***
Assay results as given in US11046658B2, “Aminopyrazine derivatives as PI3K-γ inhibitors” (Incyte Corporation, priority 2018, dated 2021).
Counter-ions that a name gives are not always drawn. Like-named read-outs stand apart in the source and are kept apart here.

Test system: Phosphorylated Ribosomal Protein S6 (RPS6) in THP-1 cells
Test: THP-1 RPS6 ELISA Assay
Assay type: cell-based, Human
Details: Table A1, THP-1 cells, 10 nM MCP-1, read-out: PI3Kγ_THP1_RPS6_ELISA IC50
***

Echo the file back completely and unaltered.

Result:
Assay results as given in US11046658B2, “Aminopyrazine derivatives as PI3K-γ inhibitors” (Incyte Corporation, priority 2018, dated 2021).
Counter-ions that a name gives are not always drawn. Like-named read-outs stand apart in the source and are kept apart here.

Test system: Phosphorylated Ribosomal Protein S6 (RPS6) in THP-1 cells
Test: THP-1 RPS6 ELISA Assay
Assay type: cell-based, Human
Details: Table A1, THP-1 cells, 10 nM MCP-1, read-out: PI3Kγ_THP1_RPS6_ELISA IC50